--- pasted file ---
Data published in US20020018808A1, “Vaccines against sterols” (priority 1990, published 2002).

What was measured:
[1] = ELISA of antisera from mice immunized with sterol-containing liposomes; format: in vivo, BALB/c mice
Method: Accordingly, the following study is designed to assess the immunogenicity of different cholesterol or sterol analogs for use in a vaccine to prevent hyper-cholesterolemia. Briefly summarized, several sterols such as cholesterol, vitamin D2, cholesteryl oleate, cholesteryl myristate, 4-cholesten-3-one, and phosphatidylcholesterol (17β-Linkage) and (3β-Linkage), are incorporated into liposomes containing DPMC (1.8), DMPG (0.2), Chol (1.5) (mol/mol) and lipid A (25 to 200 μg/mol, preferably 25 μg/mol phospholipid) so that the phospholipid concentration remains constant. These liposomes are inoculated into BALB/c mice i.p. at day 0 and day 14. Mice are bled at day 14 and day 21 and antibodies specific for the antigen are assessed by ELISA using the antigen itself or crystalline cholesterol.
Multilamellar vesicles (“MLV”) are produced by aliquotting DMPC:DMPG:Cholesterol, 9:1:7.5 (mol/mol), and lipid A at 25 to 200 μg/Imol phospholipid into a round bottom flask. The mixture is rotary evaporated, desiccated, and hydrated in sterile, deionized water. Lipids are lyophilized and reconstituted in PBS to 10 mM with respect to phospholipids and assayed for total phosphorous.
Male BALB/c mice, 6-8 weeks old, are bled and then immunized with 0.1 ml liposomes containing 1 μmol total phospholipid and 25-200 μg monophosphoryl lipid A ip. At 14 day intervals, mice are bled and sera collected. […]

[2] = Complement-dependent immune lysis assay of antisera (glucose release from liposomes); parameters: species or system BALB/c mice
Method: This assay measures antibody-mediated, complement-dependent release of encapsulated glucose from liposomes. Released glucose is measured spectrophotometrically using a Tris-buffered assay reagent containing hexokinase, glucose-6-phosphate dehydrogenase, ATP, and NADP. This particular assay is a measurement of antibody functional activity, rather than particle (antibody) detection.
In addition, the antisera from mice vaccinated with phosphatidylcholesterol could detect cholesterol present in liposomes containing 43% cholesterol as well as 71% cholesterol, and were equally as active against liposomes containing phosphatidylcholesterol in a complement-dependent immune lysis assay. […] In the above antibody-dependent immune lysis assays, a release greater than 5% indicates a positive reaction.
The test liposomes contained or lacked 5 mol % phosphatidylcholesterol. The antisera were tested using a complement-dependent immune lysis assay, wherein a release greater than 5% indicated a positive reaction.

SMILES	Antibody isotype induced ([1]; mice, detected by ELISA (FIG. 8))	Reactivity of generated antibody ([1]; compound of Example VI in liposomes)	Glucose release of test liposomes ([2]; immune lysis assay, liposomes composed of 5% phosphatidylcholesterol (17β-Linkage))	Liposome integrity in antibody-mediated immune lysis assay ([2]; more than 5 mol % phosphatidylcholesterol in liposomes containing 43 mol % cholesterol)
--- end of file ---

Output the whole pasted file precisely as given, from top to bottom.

Data published in US20020018808A1, “Vaccines against sterols” (priority 1990, published 2002).

What was measured:
[1] = ELISA of antisera from mice immunized with sterol-containing liposomes; format: in vivo, BALB/c mice
Method: Accordingly, the following study is designed to assess the immunogenicity of different cholesterol or sterol analogs for use in a vaccine to prevent hyper-cholesterolemia. Briefly summarized, several sterols such as cholesterol, vitamin D2, cholesteryl oleate, cholesteryl myristate, 4-cholesten-3-one, and phosphatidylcholesterol (17β-Linkage) and (3β-Linkage), are incorporated into liposomes containing DPMC (1.8), DMPG (0.2), Chol (1.5) (mol/mol) and lipid A (25 to 200 μg/mol, preferably 25 μg/mol phospholipid) so that the phospholipid concentration remains constant. These liposomes are inoculated into BALB/c mice i.p. at day 0 and day 14. Mice are bled at day 14 and day 21 and antibodies specific for the antigen are assessed by ELISA using the antigen itself or crystalline cholesterol.
Multilamellar vesicles (“MLV”) are produced by aliquotting DMPC:DMPG:Cholesterol, 9:1:7.5 (mol/mol), and lipid A at 25 to 200 μg/Imol phospholipid into a round bottom flask. The mixture is rotary evaporated, desiccated, and hydrated in sterile, deionized water. Lipids are lyophilized and reconstituted in PBS to 10 mM with respect to phospholipids and assayed for total phosphorous.
Male BALB/c mice, 6-8 weeks old, are bled and then immunized with 0.1 ml liposomes containing 1 μmol total phospholipid and 25-200 μg monophosphoryl lipid A ip. At 14 day intervals, mice are bled and sera collected. […]

[2] = Complement-dependent immune lysis assay of antisera (glucose release from liposomes); parameters: species or system BALB/c mice
Method: This assay measures antibody-mediated, complement-dependent release of encapsulated glucose from liposomes. Released glucose is measured spectrophotometrically using a Tris-buffered assay reagent containing hexokinase, glucose-6-phosphate dehydrogenase, ATP, and NADP. This particular assay is a measurement of antibody functional activity, rather than particle (antibody) detection.
In addition, the antisera from mice vaccinated with phosphatidylcholesterol could detect cholesterol present in liposomes containing 43% cholesterol as well as 71% cholesterol, and were equally as active against liposomes containing phosphatidylcholesterol in a complement-dependent immune lysis assay. […] In the above antibody-dependent immune lysis assays, a release greater than 5% indicates a positive reaction.
The test liposomes contained or lacked 5 mol % phosphatidylcholesterol. The antisera were tested using a complement-dependent immune lysis assay, wherein a release greater than 5% indicated a positive reaction.

SMILES	Antibody isotype induced ([1]; mice, detected by ELISA (FIG. 8))	Reactivity of generated antibody ([1]; compound of Example VI in liposomes)	Glucose release of test liposomes ([2]; immune lysis assay, liposomes composed of 5% phosphatidylcholesterol (17β-Linkage))	Liposome integrity in antibody-mediated immune lysis assay ([2]; more than 5 mol % phosphatidylcholesterol in liposomes containing 43 mol % cholesterol)